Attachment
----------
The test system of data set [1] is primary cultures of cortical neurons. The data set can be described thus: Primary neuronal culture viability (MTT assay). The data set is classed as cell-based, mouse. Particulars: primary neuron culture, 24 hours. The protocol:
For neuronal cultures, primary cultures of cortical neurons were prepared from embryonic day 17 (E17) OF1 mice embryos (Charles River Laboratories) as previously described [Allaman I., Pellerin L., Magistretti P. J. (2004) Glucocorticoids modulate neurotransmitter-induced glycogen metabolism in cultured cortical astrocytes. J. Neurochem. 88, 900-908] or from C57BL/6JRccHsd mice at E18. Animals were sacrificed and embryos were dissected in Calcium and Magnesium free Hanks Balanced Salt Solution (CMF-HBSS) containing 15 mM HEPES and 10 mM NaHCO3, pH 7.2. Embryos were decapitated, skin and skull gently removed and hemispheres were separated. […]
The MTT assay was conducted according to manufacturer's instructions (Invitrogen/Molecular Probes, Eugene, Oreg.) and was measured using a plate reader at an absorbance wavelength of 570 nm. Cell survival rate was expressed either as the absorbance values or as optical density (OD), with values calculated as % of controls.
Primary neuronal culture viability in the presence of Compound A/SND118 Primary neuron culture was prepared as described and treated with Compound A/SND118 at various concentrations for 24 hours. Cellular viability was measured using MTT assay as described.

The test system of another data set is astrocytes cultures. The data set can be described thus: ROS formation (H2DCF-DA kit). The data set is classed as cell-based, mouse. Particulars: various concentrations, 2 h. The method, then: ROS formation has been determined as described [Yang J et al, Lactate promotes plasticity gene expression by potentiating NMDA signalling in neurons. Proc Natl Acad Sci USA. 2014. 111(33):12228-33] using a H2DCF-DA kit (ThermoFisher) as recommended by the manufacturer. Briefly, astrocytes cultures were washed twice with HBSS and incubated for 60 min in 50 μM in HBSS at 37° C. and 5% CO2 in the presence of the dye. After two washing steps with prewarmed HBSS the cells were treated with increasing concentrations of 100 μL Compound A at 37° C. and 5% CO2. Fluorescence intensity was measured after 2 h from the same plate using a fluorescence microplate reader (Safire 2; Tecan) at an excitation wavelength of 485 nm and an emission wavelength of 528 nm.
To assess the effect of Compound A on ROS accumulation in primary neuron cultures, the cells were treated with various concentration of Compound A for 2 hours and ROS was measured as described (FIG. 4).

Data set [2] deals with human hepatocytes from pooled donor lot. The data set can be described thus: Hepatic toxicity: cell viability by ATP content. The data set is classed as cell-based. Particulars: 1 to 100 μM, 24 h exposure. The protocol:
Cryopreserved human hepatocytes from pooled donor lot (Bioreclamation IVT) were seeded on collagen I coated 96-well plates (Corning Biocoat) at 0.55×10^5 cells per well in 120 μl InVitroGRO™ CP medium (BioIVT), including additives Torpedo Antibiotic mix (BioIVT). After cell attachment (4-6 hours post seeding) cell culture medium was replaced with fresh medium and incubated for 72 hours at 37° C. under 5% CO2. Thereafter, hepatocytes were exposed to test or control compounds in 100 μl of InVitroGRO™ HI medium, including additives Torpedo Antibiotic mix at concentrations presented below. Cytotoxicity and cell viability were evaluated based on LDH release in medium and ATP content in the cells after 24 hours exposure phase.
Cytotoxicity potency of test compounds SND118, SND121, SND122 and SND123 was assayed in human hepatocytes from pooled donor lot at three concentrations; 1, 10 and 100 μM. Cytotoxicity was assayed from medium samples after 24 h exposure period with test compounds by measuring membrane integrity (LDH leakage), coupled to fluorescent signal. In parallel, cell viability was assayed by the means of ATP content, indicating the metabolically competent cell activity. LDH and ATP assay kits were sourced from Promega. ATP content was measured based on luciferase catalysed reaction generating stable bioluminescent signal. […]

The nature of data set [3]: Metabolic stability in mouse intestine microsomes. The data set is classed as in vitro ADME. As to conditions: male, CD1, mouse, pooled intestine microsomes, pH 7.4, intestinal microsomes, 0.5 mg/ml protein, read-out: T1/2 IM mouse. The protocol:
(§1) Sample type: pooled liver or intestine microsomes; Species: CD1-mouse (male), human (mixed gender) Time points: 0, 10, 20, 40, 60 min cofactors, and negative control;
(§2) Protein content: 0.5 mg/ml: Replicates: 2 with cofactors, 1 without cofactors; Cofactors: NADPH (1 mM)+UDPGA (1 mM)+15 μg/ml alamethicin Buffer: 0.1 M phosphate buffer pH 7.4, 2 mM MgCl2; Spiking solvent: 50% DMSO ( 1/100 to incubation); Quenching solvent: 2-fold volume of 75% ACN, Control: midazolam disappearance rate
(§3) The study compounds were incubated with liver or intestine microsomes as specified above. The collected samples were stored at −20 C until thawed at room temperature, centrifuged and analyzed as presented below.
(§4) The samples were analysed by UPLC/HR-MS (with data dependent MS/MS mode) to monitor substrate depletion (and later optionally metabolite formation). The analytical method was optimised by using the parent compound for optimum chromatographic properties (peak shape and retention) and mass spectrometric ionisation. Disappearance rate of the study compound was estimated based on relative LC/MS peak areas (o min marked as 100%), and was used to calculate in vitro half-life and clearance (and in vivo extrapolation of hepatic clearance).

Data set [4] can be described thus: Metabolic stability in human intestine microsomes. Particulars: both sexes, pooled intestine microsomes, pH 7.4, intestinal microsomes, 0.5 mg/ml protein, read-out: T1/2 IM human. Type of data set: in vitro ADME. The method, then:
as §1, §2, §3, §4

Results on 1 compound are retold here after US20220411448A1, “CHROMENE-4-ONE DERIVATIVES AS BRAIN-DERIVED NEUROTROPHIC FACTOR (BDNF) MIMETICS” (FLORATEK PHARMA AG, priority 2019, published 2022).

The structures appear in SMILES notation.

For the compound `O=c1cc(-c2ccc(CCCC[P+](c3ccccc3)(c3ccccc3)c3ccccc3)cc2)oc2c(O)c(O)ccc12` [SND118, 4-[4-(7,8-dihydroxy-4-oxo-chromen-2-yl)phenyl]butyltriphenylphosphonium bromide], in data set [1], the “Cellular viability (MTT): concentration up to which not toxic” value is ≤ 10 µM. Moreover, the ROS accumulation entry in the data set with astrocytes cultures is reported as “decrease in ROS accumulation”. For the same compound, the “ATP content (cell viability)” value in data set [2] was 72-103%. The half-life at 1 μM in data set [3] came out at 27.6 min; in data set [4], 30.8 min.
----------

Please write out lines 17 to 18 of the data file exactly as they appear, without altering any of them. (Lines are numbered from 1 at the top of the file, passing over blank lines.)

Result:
Results on 1 compound are retold here after US20220411448A1, “CHROMENE-4-ONE DERIVATIVES AS BRAIN-DERIVED NEUROTROPHIC FACTOR (BDNF) MIMETICS” (FLORATEK PHARMA AG, priority 2019, published 2022).

The structures appear in SMILES notation.